• Beckmann, Kerri, et al. (författare)
  • Spironolactone use is associated with lower prostate cancer risk : a population-wide case-control study
  • 2020
  • Ingår i: Prostate Cancer and Prostatic Diseases. - : NATURE PUBLISHING GROUP. - 1365-7852 .- 1476-5608. ; 23:3, s. 527-533
  • Tidskriftsartikel (refereegranskat)abstract
    • Background Spironolactone, a cheap effective diuretic used to manage hypertension and heart failure, also has anti-androgenic effects through its non-selective binding to steroid receptors, and hence may affect prostate cancer (PCa) risk. This study investigated the association between spironolactone use and PCa risk. For comparison, we also examined associations with thiazide diuretics which do not have anti-androgenic properties. Methods A matched case-control study was undertaken using population-wide data from the Prostate Cancer Data Base Sweden (PCBaSe). All PCa cases diagnosed from 2014 to 2016 were matched by birth year and county with PCa-free controls selected from the general population (1:5). Multivariable conditional logistic regression was used to examine associations between spironolactone use (dose and duration) and PCa risk, and similarly for thiazides. Results Three percent of the 31,591 cases and 4% of the 156,802 controls had been prescribed spironolactone. Multivariable analyses indicated reduced risk of PCa among those ever exposed to spironolactone (odds ratio [OR] 0.83; 95% confidence interval [CI]: 0.76-0.89), with a stronger association for current users (OR: 0.77, 95% CI: 0.69-0.86) than past users (OR: 0.88; 95% CI: 0.79-0.97) and decreasing risk with increasing dose (p-trend < 0.001). No association was observed for thiazide exposure and PCa risk. Biases due to differences in prescribing patterns or frequency of PSA testing may have influenced these findings. Conclusion PCa risk was reduced among men exposed to the diuretic spironolactone. Further investigation of spironolactone's potential chemopreventive effects is warranted.
  • Bjorklund, E., et al. (författare)
  • Admission N-terminal pro-brain natriuretic peptide and its interaction with admission troponin T and ST segment resolution for early risk stratification in ST elevation myocardial infarction
  • 2006
  • Ingår i: Heart. - : BMJ Publishing Group. - 1468-201X .- 1355-6037. ; 92:6, s. 735-40
  • Tidskriftsartikel (refereegranskat)abstract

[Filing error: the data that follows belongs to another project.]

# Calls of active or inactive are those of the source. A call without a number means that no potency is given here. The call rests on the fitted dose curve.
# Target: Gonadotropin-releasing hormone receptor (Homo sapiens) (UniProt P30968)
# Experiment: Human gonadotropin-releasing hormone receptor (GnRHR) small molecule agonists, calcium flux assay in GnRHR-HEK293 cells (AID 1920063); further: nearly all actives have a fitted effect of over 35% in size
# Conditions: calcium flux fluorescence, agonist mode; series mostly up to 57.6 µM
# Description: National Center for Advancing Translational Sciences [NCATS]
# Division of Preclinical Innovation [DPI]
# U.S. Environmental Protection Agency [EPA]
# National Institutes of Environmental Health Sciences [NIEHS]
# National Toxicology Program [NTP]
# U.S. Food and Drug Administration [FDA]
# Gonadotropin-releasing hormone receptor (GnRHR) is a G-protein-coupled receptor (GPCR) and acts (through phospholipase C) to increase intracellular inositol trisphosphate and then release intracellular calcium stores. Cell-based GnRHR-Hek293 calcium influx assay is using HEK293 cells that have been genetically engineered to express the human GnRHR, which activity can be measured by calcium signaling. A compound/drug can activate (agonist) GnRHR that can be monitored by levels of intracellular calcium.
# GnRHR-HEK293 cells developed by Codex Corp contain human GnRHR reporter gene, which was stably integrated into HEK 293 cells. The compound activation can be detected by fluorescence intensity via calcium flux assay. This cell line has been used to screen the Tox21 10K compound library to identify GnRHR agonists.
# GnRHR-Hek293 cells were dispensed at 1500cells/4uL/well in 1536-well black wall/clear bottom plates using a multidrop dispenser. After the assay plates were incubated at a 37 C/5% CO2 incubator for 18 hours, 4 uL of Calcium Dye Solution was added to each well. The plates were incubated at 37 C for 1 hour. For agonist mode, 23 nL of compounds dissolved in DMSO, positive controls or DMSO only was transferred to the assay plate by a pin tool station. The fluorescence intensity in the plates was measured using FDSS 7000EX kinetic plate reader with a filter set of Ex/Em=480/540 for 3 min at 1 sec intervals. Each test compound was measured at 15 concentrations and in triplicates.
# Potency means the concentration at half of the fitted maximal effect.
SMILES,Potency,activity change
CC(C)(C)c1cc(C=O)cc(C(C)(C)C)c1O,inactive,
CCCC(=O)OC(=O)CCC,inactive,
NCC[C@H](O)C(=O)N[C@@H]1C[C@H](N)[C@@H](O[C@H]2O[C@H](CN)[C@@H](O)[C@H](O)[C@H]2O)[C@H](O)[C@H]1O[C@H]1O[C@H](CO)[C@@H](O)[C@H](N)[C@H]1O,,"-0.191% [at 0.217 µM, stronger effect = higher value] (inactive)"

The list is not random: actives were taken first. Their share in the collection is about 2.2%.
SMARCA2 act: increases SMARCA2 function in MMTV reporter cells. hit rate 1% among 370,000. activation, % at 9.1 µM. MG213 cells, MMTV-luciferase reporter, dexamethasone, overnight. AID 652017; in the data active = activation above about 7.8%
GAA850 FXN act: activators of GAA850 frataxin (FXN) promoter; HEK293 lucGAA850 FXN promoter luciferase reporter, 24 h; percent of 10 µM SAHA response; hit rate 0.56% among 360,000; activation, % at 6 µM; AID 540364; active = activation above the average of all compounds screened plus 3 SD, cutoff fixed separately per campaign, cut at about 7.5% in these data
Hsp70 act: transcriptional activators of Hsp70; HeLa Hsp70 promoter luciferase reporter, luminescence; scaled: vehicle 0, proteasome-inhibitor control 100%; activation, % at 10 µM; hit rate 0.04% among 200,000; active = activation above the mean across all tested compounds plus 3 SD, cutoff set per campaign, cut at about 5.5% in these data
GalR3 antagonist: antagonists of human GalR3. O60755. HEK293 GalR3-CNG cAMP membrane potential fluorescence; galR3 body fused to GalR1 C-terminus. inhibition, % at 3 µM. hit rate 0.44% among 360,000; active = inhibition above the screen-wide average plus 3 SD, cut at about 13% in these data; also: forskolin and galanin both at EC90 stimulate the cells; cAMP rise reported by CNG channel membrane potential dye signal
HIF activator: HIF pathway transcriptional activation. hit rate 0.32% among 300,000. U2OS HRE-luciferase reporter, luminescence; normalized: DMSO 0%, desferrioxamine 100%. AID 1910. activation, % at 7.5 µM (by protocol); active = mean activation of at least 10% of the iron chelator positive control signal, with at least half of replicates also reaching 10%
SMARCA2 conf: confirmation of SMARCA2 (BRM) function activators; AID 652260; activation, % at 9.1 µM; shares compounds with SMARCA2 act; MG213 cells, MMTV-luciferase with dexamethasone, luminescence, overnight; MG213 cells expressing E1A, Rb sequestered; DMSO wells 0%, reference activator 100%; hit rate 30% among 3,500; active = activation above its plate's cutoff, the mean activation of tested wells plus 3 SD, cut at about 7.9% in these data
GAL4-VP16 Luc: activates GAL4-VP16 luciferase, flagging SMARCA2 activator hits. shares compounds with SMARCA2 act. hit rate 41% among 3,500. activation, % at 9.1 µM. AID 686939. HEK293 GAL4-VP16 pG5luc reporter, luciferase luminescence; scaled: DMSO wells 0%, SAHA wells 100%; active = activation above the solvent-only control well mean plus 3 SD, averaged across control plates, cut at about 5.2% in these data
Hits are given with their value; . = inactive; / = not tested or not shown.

• OBJECTIVE: To assess the long term prognostic value of N-terminal pro-brain natriuretic peptide (NT-proBNP) on admission and its prognostic interaction with both admission troponin T (TnT) concentrations and resolution of ST segment elevation in fibrinolytic treated ST elevation myocardial infarction (STEMI). DESIGN AND SETTING: Substudy of the ASSENT (assessment of the safety and efficacy of a new thrombolytic) -2 and ASSENT-PLUS trials. PATIENTS: NT-proBNP and TnT concentrations were determined on admission in 782 patients. According to NT-proBNP concentrations, patients were divided into three groups: normal concentration (for patients < or = 65 years, < or = 184 ng/l and < or = 268 ng/l and for those > 65 years, < or = 269 ng/l and < or = 391 ng/l in men and women, respectively); higher than normal but less than the median concentration (742 ng/l); and above the median concentration. For TnT, a cut off of 0.1 microg/l was used. Of the 782 patients, 456 had ST segment resolution (< 50% or > or = 50%) at 60 minutes calculated from ST monitoring. MAIN OUTCOME MEASURES: All cause one year mortality. RESULTS: One year mortality increased stepwise according to increasing concentrations of NT-proBNP (3.4%, 6.5%, and 23.5%, respectively, p < 0.001). In receiver operating characteristic analysis, NT-proBNP strongly trended to be associated more with mortality than TnT and time to 50% ST resolution (area under the curve 0.81, 95% confidence interval (CI) 0.72 to 0.9, 0.67, 95% CI 0.56 to 0.79, and 0.66, 95% CI 0.56 to 0.77, respectively). In a multivariable analysis adjusted for baseline risk factors and TnT, both raised NT-proBNP and ST resolution < 50% were independently associated with higher one year mortality, whereas raised TnT contributed independently only before information on ST resolution was added to the model. CONCLUSION: Admission NT-proBNP is a strong independent predictor of mortality and gives, together with 50% ST resolution at 60 minutes, important prognostic information even after adjustment for TnT and baseline characteristics in STEMI.
  • Björklund, Erik, et al. (författare)
  • Pre-hospital thrombolysis delivered by paramedics is associated with reduced time delay and mortality in ambulance-transported real-life patients with ST-elevation myocardial infarction
  • 2006
  • Ingår i: European Heart Journal. - 0195-668X .- 1522-9645. ; 27:10, s. 1146-1152
  • Tidskriftsartikel (refereegranskat)abstract
    • AIMS: There are sparse data on the impact of pre-hospital thrombolysis (PHT) in real-life patients. We therefore evaluated treatment delays and outcome in a large cohort of ambulance-transported real-life patients with ST-elevation myocardial infarction (STEMI) according to PHT delivered by paramedics or in-hospital thrombolysis. METHODS AND RESULTS: Prospective cohort study used data from the Swedish Register of Cardiac intensive care on patients admitted to the coronary care units of 75 Swedish hospitals in 2001-2004. Ambulance-transported thrombolytic-treated patients younger than age 80 with a diagnosis of acute myocardial infarction were included. Patients with PHT (n=1690) were younger, had a lower prevalence of co-morbid conditions, fewer complications, and a higher ejection fraction (EF) than in-hospital-treated patients (n=3685). Median time from symptom onset to treatment was 113 min for PHT and 165 min for in-hospital thrombolysis. One-year mortality was 7.2 vs. 11.8% for PHT and in-hospital thrombolysis, respectively. In a multivariable analysis, after adjusting for baseline characteristics and rescue angioplasty, PHT was associated with lower 1-year mortality (odds ratio 0.71, 0.55-0.92, P=0.008). CONCLUSION: When compared with regular in-hospital thrombolysis, pre-hospital diagnosis and thrombolysis with trained paramedics in the ambulances are associated with reduced time to thrombolysis by almost 1 h and reduced adjusted 1-year mortality by 30% in real-life STEMI patients.